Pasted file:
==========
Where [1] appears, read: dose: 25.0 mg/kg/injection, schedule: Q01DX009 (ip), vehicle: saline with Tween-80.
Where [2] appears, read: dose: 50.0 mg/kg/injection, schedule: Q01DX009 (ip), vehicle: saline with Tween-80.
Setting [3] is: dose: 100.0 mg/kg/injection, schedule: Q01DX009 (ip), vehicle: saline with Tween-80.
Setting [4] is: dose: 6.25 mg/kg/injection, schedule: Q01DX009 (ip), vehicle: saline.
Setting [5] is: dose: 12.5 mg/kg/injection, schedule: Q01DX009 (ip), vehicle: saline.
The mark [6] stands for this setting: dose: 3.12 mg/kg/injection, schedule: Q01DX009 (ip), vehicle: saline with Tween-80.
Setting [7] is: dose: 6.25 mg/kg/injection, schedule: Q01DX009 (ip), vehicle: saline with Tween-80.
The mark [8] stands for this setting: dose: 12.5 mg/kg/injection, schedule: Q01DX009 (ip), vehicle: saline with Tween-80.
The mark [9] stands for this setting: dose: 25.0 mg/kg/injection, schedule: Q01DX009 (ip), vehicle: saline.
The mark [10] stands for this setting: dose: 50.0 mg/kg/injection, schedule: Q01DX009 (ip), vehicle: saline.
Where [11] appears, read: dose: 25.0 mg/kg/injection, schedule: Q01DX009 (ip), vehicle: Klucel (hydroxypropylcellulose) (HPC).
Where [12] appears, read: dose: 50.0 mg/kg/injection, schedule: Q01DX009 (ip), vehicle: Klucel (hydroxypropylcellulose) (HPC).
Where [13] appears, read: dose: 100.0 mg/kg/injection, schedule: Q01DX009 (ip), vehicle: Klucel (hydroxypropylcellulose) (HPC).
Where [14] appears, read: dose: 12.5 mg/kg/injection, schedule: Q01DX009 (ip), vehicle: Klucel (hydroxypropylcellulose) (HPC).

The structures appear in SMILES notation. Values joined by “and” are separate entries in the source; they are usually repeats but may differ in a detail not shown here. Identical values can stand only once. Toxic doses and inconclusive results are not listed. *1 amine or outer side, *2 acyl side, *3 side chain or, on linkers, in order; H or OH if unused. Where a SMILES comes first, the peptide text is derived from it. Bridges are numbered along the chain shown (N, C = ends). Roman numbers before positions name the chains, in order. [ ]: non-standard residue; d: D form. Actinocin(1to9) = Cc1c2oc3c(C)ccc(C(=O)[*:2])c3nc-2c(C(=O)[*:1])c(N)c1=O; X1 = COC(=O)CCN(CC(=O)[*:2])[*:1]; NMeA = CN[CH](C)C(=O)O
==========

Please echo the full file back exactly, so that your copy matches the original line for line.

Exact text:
Where [1] appears, read: dose: 25.0 mg/kg/injection, schedule: Q01DX009 (ip), vehicle: saline with Tween-80.
Where [2] appears, read: dose: 50.0 mg/kg/injection, schedule: Q01DX009 (ip), vehicle: saline with Tween-80.
Setting [3] is: dose: 100.0 mg/kg/injection, schedule: Q01DX009 (ip), vehicle: saline with Tween-80.
Setting [4] is: dose: 6.25 mg/kg/injection, schedule: Q01DX009 (ip), vehicle: saline.
Setting [5] is: dose: 12.5 mg/kg/injection, schedule: Q01DX009 (ip), vehicle: saline.
The mark [6] stands for this setting: dose: 3.12 mg/kg/injection, schedule: Q01DX009 (ip), vehicle: saline with Tween-80.
Setting [7] is: dose: 6.25 mg/kg/injection, schedule: Q01DX009 (ip), vehicle: saline with Tween-80.
The mark [8] stands for this setting: dose: 12.5 mg/kg/injection, schedule: Q01DX009 (ip), vehicle: saline with Tween-80.
The mark [9] stands for this setting: dose: 25.0 mg/kg/injection, schedule: Q01DX009 (ip), vehicle: saline.
The mark [10] stands for this setting: dose: 50.0 mg/kg/injection, schedule: Q01DX009 (ip), vehicle: saline.
Where [11] appears, read: dose: 25.0 mg/kg/injection, schedule: Q01DX009 (ip), vehicle: Klucel (hydroxypropylcellulose) (HPC).
Where [12] appears, read: dose: 50.0 mg/kg/injection, schedule: Q01DX009 (ip), vehicle: Klucel (hydroxypropylcellulose) (HPC).
Where [13] appears, read: dose: 100.0 mg/kg/injection, schedule: Q01DX009 (ip), vehicle: Klucel (hydroxypropylcellulose) (HPC).
Where [14] appears, read: dose: 12.5 mg/kg/injection, schedule: Q01DX009 (ip), vehicle: Klucel (hydroxypropylcellulose) (HPC).

The structures appear in SMILES notation. Values joined by “and” are separate entries in the source; they are usually repeats but may differ in a detail not shown here. Identical values can stand only once. Toxic doses and inconclusive results are not listed. *1 amine or outer side, *2 acyl side, *3 side chain or, on linkers, in order; H or OH if unused. Where a SMILES comes first, the peptide text is derived from it. Bridges are numbered along the chain shown (N, C = ends). Roman numbers before positions name the chains, in order. [ ]: non-standard residue; d: D form. Actinocin(1to9) = Cc1c2oc3c(C)ccc(C(=O)[*:2])c3nc-2c(C(=O)[*:1])c(N)c1=O; X1 = COC(=O)CCN(CC(=O)[*:2])[*:1]; NMeA = CN[CH](C)C(=O)O